History: Medicine

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  • Created by: Bonnie
  • Created on: 12-04-14 11:23

Medieval Public Health

  • Medieval people knew the connection between clean living and good health. Occasionally, they even took a bath.
  • Unlike the Romans, Medieval towns didn't have sewers or water pipes. People threw rubbish and human waste into the streets.
  • Monasteries developed systems of public health, including fresh running water, wash rooms and sewers.
  • People realised that a room next to a privy (toilet) was unhealthy, and towns paid 'gongfermers' to clear out the cess pits.
  • During the plague many towns developed quarantine laws, and boarded up the houses of infected people.
  • The first hospitals since Roman times were built, such as St Bart's, in London, in 1123.
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Medieval Doctors

  • Medieval doctors had some medical knowledge from the Greeks and Romans, but much was lost when the Roman Empire collapsed.
  • Schools of medicine were set up in Universities but anatomy 'lectures' were just a doctor reading from a book while a 'prosector' pointed to parts of the body.
  • Medieval doctors would examine the coloursmell and taste of a patient's urine, to guess what they were suffering from.
  • They also thought that bad smells carried disease.
  • Doctors believed in the four humours, which were four bodily fluids. Many cures involved 'balancing' these humours by: bleeding
  • applying leeches
  • or causing vomiting in patients.
  • Superstition increased throughout the period. Peasants prayed to saints to cure toothache, the plague, and ergotism.
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Renaissance Civilisation

  • During the 1400s, Western civilisation changed significantly. Historians call this the Renaissance era, meaning 'rebirth'.
  • The beginning of the Renaissance is often dated from 1453 AD, when Constantinople fell. This drove scholars, with knowledge of Greek and Roman learning, westwards.
  • Artists, such as Michelangelo, Leonardo da Vinci and Titian, revolutionised painting. They studied the body in more detail, which improved knowledge of anatomy.
  • Universities began using the Scientific Method. These experiments tested theories about medicine, which was vital for its development.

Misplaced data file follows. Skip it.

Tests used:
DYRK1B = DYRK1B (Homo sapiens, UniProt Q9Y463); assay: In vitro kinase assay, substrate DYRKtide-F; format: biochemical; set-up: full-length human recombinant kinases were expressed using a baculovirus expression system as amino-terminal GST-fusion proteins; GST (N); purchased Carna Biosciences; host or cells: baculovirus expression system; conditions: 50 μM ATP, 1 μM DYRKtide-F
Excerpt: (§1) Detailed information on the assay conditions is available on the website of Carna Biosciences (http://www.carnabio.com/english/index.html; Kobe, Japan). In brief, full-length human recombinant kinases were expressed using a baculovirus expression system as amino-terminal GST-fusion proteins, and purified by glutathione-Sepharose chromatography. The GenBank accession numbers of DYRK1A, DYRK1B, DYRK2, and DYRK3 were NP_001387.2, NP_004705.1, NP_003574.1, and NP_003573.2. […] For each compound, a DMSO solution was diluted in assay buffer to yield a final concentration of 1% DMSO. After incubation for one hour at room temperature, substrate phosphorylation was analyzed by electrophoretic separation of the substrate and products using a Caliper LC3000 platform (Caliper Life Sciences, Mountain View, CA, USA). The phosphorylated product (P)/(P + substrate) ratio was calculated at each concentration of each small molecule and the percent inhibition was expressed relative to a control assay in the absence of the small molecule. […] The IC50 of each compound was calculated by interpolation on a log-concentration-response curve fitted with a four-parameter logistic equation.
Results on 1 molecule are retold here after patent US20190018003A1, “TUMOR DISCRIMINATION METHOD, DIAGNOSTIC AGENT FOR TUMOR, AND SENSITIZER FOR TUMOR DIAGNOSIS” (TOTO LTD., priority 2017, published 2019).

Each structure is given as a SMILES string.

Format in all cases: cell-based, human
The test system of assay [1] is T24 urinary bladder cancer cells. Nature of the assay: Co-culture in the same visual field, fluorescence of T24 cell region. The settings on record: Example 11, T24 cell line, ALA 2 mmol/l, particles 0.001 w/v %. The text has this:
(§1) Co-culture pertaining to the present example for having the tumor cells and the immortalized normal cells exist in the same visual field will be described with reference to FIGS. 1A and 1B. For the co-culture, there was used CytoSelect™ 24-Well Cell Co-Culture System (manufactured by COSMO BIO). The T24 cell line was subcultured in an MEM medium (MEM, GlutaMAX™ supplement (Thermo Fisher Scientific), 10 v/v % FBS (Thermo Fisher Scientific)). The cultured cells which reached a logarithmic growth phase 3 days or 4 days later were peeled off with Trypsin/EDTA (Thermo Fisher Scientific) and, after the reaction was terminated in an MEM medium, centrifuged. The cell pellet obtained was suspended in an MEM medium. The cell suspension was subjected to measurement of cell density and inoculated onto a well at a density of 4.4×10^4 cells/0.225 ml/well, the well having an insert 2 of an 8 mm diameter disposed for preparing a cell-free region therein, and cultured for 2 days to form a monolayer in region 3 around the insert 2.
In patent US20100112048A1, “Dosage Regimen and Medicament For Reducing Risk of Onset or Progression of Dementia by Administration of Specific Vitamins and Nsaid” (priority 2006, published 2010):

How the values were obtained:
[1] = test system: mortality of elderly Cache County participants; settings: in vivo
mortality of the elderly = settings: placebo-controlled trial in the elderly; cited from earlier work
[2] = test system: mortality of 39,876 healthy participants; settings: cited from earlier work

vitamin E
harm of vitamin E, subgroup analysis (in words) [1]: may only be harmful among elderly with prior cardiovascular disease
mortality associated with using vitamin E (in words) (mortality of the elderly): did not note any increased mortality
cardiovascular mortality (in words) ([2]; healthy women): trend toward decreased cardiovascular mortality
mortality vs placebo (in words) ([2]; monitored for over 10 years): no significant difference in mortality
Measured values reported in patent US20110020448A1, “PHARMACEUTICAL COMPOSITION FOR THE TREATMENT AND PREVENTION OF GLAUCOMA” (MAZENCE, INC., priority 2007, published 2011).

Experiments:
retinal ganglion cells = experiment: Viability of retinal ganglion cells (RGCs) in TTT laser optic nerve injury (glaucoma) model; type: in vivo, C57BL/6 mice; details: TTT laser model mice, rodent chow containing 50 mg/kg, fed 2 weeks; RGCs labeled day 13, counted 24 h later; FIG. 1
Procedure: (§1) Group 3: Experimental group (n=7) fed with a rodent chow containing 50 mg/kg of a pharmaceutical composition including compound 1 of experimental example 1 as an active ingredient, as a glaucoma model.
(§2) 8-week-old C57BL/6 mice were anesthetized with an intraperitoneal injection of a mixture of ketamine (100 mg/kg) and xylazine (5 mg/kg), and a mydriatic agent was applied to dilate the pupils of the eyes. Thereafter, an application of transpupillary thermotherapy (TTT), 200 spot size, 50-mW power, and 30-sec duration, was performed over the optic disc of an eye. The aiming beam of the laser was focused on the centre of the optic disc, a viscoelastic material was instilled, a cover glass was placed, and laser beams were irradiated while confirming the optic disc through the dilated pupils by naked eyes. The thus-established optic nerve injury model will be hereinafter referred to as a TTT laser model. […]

• The invention of the printing press allowed these new ideas to spread quickly through Europe.
  • However, although the Renaissance saw an improvement in medical knowledge, many people still rejected these new ideas.
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Renaissance Medical Knowledge

  • Two key practitioners moved medical knowledge forwards. The first was Vesalius.
  • He discovered spermatic vessels and realised the famous doctor Galen could be wrong.
  • Vesalius also said that medical students should perform dissections themselves, saying: "our true book of the human body is man himself."
  • The second important practitioner was William Harvey, who discovered how blood circulated through the body.
  • Others made significant medical advances; Thomas Sydenham insisted doctors should visit the sick, rather than the other way round.
  • In 1683 Anton van Leeuwenhoek discovered bacteria, but unfortunately no one realised that they caused disease.
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Renaissance Surgery and Treatment

  • Methods of treatment in the Early Modern Age did not change from the Medieval period.
  • People thought they could cure the plague with; leeches, sherry, posies, dried toad, perfume
  • the word abracadabra written in a triangle
  • a lucky hare's foot
  • or pressing a plucked chicken against the plague-sores until the chicken died.
  • In 1796, Edward Jenner discovered that vaccination could prevent disease. He found that infecting people with cowpox protected them from getting smallpox.
  • In 1536 Paré discovered that wounds healed better if treated with a 'soothing digestive' of egg yolk and rose oil.
  • He also used ligatures to tie arteries during amputations, so patients didn’t bleed to death.
  • Paracelsus improved surgical practise. He discovered that laudanum was a painkiller, but as it was a derivative of opium, many people became addicted to it.
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Renaissance Public Health

  • Rats, lice and fleas were a part of people's everyday lives in Early Modern times. It took the plague of 1665 to get the authorities to do something.
  • Early Modern towns were similar to medieval towns. Rubbish and human waste was thrown into the streets.
  • 'Surgeons' examined the dead to work out the extent of the plague.
  • 'Searchers' checked if members of a household had the plague. If so, they shut them up in the house for a month.
  • Bodies were buried at night in huge pits, and mourners were not allowed to attend.
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Renaissance Doctors

  • Most doctors in the early Modern times had little or no training.
  • The most advanced physicians were usually town-based, and well educated. They charged very high fees.
  • Ordinary people only got the medicine they could afford.
  • The people they turned to included:
  • Country Doctors; were cheap but not well-trained.
  • Barber-Surgeons were paid to perform small operations.
  • Apothecaries; were chemists with no medical training.
  • Quacks; were travelling barbers and tooth-pullers, who sold medicines supposed to cure everything.
  • Wise Women; were used for everything from herbs to spells. They were called on to help deliver babies.
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